Busy being busy
Updated: Feb 14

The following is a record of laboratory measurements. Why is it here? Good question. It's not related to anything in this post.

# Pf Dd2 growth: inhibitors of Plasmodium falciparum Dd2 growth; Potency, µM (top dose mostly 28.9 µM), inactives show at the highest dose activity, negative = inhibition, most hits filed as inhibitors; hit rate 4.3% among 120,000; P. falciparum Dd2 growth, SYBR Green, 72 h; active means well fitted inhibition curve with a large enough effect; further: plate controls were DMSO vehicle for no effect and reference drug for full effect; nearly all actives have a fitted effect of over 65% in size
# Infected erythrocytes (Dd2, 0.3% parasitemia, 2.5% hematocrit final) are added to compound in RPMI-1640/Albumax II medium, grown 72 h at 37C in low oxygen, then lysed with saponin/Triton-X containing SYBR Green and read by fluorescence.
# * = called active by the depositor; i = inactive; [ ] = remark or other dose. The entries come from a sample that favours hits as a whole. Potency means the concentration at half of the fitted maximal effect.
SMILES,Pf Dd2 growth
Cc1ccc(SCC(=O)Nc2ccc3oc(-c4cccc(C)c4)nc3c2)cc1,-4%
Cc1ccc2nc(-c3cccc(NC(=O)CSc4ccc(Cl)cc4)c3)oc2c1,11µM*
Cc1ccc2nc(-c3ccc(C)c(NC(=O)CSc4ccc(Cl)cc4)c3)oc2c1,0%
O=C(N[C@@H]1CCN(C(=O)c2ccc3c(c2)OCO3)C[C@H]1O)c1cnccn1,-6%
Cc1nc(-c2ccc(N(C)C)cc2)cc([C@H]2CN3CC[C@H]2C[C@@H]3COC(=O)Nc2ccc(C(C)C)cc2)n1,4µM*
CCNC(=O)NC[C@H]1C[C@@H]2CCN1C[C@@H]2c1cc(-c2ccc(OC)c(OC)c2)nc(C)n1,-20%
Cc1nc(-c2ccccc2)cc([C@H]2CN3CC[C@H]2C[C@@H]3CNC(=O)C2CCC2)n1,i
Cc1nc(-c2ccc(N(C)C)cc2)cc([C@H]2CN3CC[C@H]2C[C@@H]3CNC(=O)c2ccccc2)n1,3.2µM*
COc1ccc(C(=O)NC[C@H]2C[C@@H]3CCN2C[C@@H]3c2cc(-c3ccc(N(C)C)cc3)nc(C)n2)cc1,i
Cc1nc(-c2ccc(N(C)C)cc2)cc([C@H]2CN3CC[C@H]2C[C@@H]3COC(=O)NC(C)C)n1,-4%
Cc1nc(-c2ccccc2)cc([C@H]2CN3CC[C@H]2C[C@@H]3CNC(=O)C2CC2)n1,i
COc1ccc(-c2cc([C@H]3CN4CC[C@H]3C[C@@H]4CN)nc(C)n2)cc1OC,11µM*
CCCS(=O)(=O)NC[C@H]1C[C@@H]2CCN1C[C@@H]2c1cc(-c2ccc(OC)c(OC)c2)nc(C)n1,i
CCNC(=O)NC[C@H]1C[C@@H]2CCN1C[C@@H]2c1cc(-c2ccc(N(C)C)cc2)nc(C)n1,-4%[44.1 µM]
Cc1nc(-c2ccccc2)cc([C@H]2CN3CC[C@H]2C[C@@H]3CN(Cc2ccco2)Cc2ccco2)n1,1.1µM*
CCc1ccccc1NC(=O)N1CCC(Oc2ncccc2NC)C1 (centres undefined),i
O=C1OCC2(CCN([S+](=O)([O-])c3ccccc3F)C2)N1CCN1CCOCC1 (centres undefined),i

There is little more relevant to our generation than the idea of being busy. We fill our days with activities, some essential to our livelihood like work, caring for children, eating, and others not quite so essential. It is in both of these categories that mindfulness can and will make a significant difference. According to the American Psychological Association (2012), there is a breadth of research to suggest that mindfulness can help reduce stress and rumination, improve memory and focus, help maintain emotion regulation, and encourage cognitive flexibility, among many other benefits. Dr. Wegala writes a great piece on Psychology Today that gives insight into ways to be mindful. She discusses in this article that it is important to set up the environment in a comfortable and peaceful way, bring your attention to your breath as equally as it is on your body, and finally bringing to mind your thoughts without trying to change them. As Dr. Wegala emphasizes, mindfulness is not about stopping the thinking, but rather being aware of thoughts and body.